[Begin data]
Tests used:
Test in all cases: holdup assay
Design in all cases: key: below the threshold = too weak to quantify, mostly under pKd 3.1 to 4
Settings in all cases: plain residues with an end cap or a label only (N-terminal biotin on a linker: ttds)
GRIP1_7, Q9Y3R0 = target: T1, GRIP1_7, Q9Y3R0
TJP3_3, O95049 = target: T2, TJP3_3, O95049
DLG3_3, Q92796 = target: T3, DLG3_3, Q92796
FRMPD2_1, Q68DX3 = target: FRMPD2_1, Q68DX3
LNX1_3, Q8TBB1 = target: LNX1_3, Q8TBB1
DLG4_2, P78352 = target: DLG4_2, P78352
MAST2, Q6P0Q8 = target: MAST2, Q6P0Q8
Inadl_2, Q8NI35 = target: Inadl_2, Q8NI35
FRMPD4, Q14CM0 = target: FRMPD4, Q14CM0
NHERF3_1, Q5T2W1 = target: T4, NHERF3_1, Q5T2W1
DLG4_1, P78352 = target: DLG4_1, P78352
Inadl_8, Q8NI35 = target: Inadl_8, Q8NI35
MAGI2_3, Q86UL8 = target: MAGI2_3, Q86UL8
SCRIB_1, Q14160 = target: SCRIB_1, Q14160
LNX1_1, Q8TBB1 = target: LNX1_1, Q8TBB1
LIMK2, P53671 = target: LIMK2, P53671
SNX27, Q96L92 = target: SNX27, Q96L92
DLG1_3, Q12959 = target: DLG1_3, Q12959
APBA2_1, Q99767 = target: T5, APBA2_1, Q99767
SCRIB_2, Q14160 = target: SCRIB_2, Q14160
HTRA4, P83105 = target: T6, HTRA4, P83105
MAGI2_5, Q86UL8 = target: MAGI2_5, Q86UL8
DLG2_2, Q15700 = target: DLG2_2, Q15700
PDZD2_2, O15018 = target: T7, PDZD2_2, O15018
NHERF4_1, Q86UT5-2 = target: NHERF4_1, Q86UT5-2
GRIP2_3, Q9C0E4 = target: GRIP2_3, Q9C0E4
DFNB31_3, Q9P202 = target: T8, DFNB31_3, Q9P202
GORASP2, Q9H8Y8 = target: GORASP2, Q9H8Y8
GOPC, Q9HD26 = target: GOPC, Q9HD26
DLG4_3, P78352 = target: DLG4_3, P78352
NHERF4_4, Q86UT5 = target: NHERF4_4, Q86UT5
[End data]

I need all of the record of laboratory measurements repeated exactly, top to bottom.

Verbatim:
Tests used:
Test in all cases: holdup assay
Design in all cases: key: below the threshold = too weak to quantify, mostly under pKd 3.1 to 4
Settings in all cases: plain residues with an end cap or a label only (N-terminal biotin on a linker: ttds)
GRIP1_7, Q9Y3R0 = target: T1, GRIP1_7, Q9Y3R0
TJP3_3, O95049 = target: T2, TJP3_3, O95049
DLG3_3, Q92796 = target: T3, DLG3_3, Q92796
FRMPD2_1, Q68DX3 = target: FRMPD2_1, Q68DX3
LNX1_3, Q8TBB1 = target: LNX1_3, Q8TBB1
DLG4_2, P78352 = target: DLG4_2, P78352
MAST2, Q6P0Q8 = target: MAST2, Q6P0Q8
Inadl_2, Q8NI35 = target: Inadl_2, Q8NI35
FRMPD4, Q14CM0 = target: FRMPD4, Q14CM0
NHERF3_1, Q5T2W1 = target: T4, NHERF3_1, Q5T2W1
DLG4_1, P78352 = target: DLG4_1, P78352
Inadl_8, Q8NI35 = target: Inadl_8, Q8NI35
MAGI2_3, Q86UL8 = target: MAGI2_3, Q86UL8
SCRIB_1, Q14160 = target: SCRIB_1, Q14160
LNX1_1, Q8TBB1 = target: LNX1_1, Q8TBB1
LIMK2, P53671 = target: LIMK2, P53671
SNX27, Q96L92 = target: SNX27, Q96L92
DLG1_3, Q12959 = target: DLG1_3, Q12959
APBA2_1, Q99767 = target: T5, APBA2_1, Q99767
SCRIB_2, Q14160 = target: SCRIB_2, Q14160
HTRA4, P83105 = target: T6, HTRA4, P83105
MAGI2_5, Q86UL8 = target: MAGI2_5, Q86UL8
DLG2_2, Q15700 = target: DLG2_2, Q15700
PDZD2_2, O15018 = target: T7, PDZD2_2, O15018
NHERF4_1, Q86UT5-2 = target: NHERF4_1, Q86UT5-2
GRIP2_3, Q9C0E4 = target: GRIP2_3, Q9C0E4
DFNB31_3, Q9P202 = target: T8, DFNB31_3, Q9P202
GORASP2, Q9H8Y8 = target: GORASP2, Q9H8Y8
GOPC, Q9HD26 = target: GOPC, Q9HD26
DLG4_3, P78352 = target: DLG4_3, P78352
NHERF4_4, Q86UT5 = target: NHERF4_4, Q86UT5